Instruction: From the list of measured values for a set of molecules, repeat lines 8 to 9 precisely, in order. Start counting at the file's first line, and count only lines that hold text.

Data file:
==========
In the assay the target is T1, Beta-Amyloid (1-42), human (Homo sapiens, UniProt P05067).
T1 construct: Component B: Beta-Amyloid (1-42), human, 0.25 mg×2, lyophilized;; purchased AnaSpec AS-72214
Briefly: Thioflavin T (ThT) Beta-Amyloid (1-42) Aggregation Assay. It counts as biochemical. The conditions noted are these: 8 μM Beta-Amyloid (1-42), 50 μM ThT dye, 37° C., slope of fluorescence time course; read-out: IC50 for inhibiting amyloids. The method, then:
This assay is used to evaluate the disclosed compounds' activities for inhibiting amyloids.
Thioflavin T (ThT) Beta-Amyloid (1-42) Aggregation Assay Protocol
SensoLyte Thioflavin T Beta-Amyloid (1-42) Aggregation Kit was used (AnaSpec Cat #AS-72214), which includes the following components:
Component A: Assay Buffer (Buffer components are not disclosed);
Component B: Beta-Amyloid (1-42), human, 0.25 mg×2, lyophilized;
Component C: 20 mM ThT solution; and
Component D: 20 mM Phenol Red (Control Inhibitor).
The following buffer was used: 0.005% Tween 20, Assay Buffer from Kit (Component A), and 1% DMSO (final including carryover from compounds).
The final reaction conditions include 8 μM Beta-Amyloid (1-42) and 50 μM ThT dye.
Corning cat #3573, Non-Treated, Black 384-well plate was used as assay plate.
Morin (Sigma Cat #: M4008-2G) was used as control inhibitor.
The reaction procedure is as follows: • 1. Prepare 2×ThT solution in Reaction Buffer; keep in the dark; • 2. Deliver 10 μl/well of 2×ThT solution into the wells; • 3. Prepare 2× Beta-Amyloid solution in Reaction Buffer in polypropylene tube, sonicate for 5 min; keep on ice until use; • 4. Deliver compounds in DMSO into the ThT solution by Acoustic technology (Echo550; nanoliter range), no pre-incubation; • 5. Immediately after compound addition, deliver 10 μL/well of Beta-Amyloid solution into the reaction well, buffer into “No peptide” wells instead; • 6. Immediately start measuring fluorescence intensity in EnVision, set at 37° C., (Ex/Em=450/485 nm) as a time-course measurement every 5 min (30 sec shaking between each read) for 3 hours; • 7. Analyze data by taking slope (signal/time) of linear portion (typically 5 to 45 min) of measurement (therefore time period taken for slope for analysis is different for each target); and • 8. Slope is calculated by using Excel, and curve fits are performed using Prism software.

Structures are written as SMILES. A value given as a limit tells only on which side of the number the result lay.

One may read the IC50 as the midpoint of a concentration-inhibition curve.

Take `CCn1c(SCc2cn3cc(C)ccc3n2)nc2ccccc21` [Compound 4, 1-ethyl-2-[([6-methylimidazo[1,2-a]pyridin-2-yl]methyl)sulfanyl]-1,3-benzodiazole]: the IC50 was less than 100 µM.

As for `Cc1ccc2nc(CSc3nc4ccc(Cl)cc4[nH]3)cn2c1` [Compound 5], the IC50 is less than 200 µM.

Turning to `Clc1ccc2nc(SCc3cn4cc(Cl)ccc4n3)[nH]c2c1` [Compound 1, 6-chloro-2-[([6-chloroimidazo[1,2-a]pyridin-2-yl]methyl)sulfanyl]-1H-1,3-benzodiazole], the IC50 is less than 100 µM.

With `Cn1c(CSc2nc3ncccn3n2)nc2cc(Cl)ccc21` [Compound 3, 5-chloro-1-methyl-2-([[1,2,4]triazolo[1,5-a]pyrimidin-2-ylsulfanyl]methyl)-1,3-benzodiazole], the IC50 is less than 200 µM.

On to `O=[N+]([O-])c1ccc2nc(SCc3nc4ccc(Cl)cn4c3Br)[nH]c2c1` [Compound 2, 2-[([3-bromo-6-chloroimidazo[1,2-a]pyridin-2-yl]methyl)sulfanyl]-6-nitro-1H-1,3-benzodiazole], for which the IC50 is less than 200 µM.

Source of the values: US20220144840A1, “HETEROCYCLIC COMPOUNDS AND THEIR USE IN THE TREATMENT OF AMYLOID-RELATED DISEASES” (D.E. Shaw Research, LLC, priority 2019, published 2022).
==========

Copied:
Component B: Beta-Amyloid (1-42), human, 0.25 mg×2, lyophilized;
Component C: 20 mM ThT solution; and